concerned with the submission of Christian and Jewish communities, may be fairly taken as his final and deliberate opinion as to the future relation of Islam to these creeds and people.

The last Sura, Sura Al-Ma'idah (v), contains a verse (56) similar in tone to those just quoted, but it is probably an interpolation in this Sura and its date is said to be just after the battle of Uhud.1 If this is so, it simply shows that the final injunction in the ninth Sura regarding Jews and Christians was no hasty opinion, called forth by special circumstances, but the development of a principle settled some years before. The verse is:—

O ye who believe, take not the Jews and Christians as your friends, for they are but one another's friends;

[Footnote continued from previous page]
As regards Ezra ('Uzair) Husain relates a Tradition to the effect that Nebuchadnezzar destroyed all the copies of the Pentateuch, but that Ezra had committed it to memory and, on his way back from captivity, he died, and then, after a hundred years, he rose from the dead and dictated the Pentateuch. The Jews marvelled and said, this was because he was a son of God. There is no Jewish authority for this Tradition, and so the charge against the Jews is not proved and may be dismissed as a pure invention.
This Tradition is referred to in another form in the Sura Al-Baqarah (ii) 261:—

Like him who passed by a city which had been laid in ruins, and said, 'How will God revive this after death?' And God made him die for a hundred years, then He raised him and said, 'How long hast thou tarried?' He replied, 'I have tarried a day, or some part of a day.' He said, ' Nay thou hast tarried a hundred years: look at thy food and drink, they are not spoiled, and look at thine ass; for we will make thee a sign to men, and look at the bones how we scatter them, and then clothe them with flesh.'

The commentators refer this to Ezra, who is said to have passed by the ruins of Jerusalem and to have doubted whether it could ever be rebuilt. God then performed this miracle as a 'sign to men.' (See Tafsir-i-Husaini, vol. i, p. 50.) Baidawi says it is Ezra or Elias (al-Khidr). Muhammad has here confused Ezra with Nehemiah. The fable has its origin probably in some inaccurate account given to the Prophet of Nehemiah's ride round the ruined city. Nehemiah, ii. 11-16.
1 Ibn Kathir says this verse came down at the time when the Bani Quraiza, (ante, p, 101) were rendered helpless, a proof of the earlier date of the verse. See Khalasatu't-Tafasir, vol. i, p. 535.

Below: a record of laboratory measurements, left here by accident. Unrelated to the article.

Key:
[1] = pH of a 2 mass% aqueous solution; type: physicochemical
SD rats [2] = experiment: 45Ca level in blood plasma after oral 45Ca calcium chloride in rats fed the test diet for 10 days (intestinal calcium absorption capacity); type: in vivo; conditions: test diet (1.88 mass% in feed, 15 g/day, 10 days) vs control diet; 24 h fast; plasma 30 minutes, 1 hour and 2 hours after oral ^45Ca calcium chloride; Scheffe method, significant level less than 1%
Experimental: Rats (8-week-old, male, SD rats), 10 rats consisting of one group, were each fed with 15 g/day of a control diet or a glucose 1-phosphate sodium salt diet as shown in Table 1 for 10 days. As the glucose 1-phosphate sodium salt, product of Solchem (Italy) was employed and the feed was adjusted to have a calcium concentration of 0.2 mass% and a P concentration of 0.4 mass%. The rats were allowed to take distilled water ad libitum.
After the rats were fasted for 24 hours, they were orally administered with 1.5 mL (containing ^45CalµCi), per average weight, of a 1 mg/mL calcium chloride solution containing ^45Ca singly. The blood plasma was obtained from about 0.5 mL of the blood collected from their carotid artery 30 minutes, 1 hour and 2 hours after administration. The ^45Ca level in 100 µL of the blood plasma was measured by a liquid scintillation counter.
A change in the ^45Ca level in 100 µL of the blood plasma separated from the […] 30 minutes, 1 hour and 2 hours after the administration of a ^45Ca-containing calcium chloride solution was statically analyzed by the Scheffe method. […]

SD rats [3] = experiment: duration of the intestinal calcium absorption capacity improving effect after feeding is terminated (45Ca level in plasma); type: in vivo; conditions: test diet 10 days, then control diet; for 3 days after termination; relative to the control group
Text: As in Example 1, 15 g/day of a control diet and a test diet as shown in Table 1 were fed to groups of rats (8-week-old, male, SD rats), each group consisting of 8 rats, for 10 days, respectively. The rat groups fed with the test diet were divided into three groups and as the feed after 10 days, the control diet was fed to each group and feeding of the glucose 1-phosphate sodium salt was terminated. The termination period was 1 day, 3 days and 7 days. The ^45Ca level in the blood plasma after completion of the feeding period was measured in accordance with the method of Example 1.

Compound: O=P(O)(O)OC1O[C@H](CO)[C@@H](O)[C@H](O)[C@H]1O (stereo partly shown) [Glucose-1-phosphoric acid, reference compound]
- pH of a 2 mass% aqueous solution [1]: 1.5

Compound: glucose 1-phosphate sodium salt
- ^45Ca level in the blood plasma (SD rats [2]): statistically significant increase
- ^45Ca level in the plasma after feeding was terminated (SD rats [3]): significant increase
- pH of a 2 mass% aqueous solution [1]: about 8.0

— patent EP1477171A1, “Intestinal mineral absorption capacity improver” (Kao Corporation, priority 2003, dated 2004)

whoso amongst you taketh them for friends, verily he is one of them,1 and verily God guideth not unjust people. Sura Al-Ma'idah (v) 56.2

Thus did Muhammad finally part company with those for whom, in the earlier stages of his career, he had professed respect, whose sacred books he had referred to with reverence, and 

1 Husain in his comment on these words says that this is 'a very strong injunction in the matter of friendship with Jews and Christians.'
اين سخن غايت تهديد در موالات يهود ونصارى
Tafsir-i-Husaini, vol. 1, p. 149.
2 This verse seems to contradict the apparently more liberal view in:—

To thee have we sent down the Book with truth, confirmatory of previous Scriptures and their safeguard. Judge therefore between them by what God hath sent down, and follow not their desires by deserting the truth which hath come unto them. For each one of you have we given a law and an open path,
And if God had pleased He had surely made you one people, but He would test you by what He hath given to each. Sura Al-Ma'idah (v) 52-3.

The testing is said to be by 'divers laws, suitable for each member, and each period of time, or age, so that the obedient may be distinguished from the disobedient.'

از شرائع مخلفة مناسب هر عضوى وزمانى قا مطيع از عامى متميز شود
Tafsir-i-Husaini, vol. i, p. 148.
These two verses have sorely troubled the commentators, for they seem to show that the differences of religion were by God's appointment, whereas from the context we should have expected them to be the result of human sin and waywardness. The orthodox explanation is that the words
لِكُلِّ 'for each one' do not apply to each individual, each period or each tribe, but to each prophet to whom a law has been sent down: so that the meaning of the whole passage is, that God has given to each prophet a law which the people of that age, until such law is abrogated, should obey, and so it goes on with successive prophets and religions. Now, Jews and Christians can no longer follow their distinctive laws, for both are abrogated and Islam is now the law of this age. Khalasatu't-Tafasir, vol. i, p. 530.
'Abdu'llah ibn 'Abbas says
لِكُلِّ  means 'each Prophet,' and explains it as لِكُلِّ نبى منكم  'each prophet from amongst you.' The commentators Shah Wali Ullah Muhaddath and Husain translate لِكُلِّ by هر كروة each tribe.'